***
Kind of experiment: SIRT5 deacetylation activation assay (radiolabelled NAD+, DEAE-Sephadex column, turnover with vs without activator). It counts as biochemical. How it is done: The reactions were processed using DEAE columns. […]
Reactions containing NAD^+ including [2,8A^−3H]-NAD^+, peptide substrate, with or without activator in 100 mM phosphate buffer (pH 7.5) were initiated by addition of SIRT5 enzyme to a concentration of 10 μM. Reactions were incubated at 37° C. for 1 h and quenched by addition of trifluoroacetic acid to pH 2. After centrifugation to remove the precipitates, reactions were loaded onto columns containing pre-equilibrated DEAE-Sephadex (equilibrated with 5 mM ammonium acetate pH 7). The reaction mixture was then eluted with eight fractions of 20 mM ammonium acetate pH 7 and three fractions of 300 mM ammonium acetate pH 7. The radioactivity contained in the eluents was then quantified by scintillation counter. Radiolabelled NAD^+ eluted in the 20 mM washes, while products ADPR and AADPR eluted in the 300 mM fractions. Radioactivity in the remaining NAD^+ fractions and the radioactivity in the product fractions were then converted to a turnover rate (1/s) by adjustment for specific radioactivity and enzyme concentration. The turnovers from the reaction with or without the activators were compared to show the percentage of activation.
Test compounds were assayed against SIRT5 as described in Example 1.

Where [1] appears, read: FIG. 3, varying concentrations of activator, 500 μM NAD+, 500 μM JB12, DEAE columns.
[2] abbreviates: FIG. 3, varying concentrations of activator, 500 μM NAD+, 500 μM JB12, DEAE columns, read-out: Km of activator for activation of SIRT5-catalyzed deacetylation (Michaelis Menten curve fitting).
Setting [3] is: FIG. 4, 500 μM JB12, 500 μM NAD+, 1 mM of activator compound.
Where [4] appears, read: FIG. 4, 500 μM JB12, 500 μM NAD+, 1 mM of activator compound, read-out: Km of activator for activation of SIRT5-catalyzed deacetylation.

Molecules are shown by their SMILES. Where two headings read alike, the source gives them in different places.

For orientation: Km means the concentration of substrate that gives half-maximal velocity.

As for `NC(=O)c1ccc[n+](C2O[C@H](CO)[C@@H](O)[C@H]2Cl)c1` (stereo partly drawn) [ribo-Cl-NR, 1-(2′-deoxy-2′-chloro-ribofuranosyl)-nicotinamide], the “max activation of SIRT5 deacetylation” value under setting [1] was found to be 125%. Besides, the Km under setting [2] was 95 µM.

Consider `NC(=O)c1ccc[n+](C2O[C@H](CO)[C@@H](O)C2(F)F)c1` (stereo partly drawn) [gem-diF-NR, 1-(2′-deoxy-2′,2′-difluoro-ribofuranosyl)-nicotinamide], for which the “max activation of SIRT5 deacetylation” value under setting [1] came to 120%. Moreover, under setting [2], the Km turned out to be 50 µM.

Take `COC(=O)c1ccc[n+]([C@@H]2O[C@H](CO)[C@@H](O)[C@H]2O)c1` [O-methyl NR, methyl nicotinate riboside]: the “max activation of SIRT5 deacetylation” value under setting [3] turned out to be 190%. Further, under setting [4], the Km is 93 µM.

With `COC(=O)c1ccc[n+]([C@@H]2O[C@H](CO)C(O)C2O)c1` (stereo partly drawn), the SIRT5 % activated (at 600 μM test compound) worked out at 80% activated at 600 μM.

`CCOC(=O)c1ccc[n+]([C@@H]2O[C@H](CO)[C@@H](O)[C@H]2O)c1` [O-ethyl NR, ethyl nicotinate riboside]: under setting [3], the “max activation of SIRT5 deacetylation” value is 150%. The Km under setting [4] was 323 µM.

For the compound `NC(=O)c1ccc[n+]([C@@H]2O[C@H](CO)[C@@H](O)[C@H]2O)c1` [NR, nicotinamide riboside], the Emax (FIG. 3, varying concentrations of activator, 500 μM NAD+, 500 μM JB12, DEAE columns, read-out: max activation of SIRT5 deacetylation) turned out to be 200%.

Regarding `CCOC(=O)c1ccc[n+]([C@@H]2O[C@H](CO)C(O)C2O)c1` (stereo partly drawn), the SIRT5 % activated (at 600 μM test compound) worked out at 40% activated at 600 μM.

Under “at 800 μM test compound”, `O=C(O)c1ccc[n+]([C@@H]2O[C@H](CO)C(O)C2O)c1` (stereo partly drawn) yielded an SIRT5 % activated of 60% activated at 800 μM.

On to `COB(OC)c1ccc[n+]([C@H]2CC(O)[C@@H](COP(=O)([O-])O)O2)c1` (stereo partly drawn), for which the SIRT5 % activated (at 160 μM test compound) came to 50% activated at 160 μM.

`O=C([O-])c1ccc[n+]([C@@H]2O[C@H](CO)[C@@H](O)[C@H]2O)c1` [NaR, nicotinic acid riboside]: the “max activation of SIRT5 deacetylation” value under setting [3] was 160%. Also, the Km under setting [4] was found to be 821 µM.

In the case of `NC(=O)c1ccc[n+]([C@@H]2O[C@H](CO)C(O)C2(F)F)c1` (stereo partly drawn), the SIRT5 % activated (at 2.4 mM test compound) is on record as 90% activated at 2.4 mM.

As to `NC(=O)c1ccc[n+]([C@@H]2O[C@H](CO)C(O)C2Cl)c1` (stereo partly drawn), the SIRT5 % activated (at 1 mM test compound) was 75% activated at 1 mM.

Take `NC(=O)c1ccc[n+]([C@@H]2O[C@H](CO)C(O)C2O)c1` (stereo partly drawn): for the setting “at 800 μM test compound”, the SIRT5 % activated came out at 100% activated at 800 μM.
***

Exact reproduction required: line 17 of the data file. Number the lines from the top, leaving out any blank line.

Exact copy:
Under “at 800 μM test compound”, `O=C(O)c1ccc[n+]([C@@H]2O[C@H](CO)C(O)C2O)c1` (stereo partly drawn) yielded an SIRT5 % activated of 60% activated at 800 μM.